At issue is whether the Tour even needs a regulation. Before 2004, a missed pro-am tee time was handled under the circuit’s “conduct unbecoming” clause, with officials and administrators given the flexibility to handle issues on a case by case basis, free of the mandates of a Draconian policy.

That Mickelson and others are now incensed by a five-year old regulation simply proves a long-held truth – the independent contractors care little for Ponte Vedra Beach, Fla., minutia until it hits home or a tad too close to home.

“I’m not sure the mandate was required,” said one PAC member. “It’s a classic case of cutting off the arm when a simple bandage would have worked.”

In this case, less is more, and legalese only makes things messy. Just ask Furyk and Barclays.

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Wie has hand surgery, out for rest of 2018

By Randall MellOctober 18, 2018, 9:43 pm

Michelle Wie will miss the rest of this season after undergoing surgery Thursday to fix injuries that have plagued her right hand in the second half of this year.

Wie announced in an Instagram post that three ailments have been causing the pain in her hand: an avulsion fracture, bone spurs and nerve entrapment.

An avulsion fracture is an injury to the bone where it attaches to a ligament or tendon.

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I think John Mayer once said, “Someday, everything will make perfect sense. So for now, laugh at the confusion, smile through the tears, be strong and keep reminding yourself that everything happens for a reason.” A lot of people have been asking me what’s been going on with my hand and I haven’t shared much, because I wasn’t sure what was going on myself. After countless MRI’s, X-rays, CT scans, and doctor consultations, I was diagnosed with having a small Avulsion Fracture, bone spurring, and nerve entrapment in my right hand. After 3 cortisone injections and some rest following the British Open, we were hoping it was going to be enough to grind through the rest of the season, but it just wasn’t enough to get me through. So I made the decision after Hana Bank to withdraw from the rest of the season, come back to the states, and get surgery to fix these issues. It’s been disheartening dealing with pain in my hand all year but hopefully I am finally on the path to being and STAYING pain free! Happy to announce that surgery was a success today and I cannot wait to start my rehab so that I can come back stronger and healthier than ever. Huge thank you to Dr. Weiland’s team at HSS for taking great care of me throughout this process and to all my fans for your unwavering support. It truly means the world to me. I’ll be back soon guys!!!! Promise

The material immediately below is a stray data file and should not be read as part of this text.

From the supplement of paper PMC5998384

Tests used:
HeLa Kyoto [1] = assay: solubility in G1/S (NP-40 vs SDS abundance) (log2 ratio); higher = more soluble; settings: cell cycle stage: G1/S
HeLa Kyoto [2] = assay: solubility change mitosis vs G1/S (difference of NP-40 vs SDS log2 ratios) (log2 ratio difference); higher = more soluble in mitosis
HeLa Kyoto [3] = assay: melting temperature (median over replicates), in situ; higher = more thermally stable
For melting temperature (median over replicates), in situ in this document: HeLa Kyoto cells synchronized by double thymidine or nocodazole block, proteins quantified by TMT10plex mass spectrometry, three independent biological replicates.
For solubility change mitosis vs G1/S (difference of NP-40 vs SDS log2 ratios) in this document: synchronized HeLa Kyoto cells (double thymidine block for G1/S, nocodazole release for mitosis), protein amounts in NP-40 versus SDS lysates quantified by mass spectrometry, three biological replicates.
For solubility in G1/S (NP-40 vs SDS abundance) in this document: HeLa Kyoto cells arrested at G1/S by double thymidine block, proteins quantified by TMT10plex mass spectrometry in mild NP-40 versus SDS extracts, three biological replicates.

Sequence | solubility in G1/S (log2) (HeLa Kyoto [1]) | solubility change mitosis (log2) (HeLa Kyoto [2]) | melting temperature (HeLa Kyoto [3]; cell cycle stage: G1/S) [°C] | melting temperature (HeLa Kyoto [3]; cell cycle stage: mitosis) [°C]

A post shared by Michelle Wie (@themichellewie) on

Dr. Andrew Weiland, an attending orthopedic surgeon at the Hospital for Special Surgery in New York, performed the procedure.

“It’s been disheartening dealing with pain in my hand all year, but, hopefully, I am finally on the path to being and staying pain free,” Wie wrote.

Wie withdrew during the first round of the Ricoh Women’s British Open with the hand injury on Aug. 2 and didn’t play again until teeing it up at the UL International Crown two weeks ago and the KEB Hana Bank Championship last week. She played those events with what she hoped was a new “pain-free swing,” one modeled after Steve Stricker, with more passive hands and wrists. She went 1-3 at the UL Crown and tied for 59th in the limited field Hana Bank.

“After 3 cortisone injections and some rest following the British Open, we were hoping it was going to be enough to grind through the rest of the season, but it just wasn’t enough to get me through,” she wrote.

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Wie, who just turned 29 last week, started the year saying her top goal was to try to stay injury free. She won the HSBC Women’s World Championship in March, but her goal seemed doomed with a diagnosis of arthritis in both wrists before the year even started.

Over the last few years, Wie has dealt with neck, back, hip, knee and ankle injuries. Plus, there was an emergency appendectomy that knocked her out of action for more than a month late last season. Her wrists have been an issue going back to early in her career.

“I don’t think there is one joint or bone in her body that hasn’t had some sort of injury or issue,” Wie’s long-time swing coach, David Leadbetter, said earlier this year.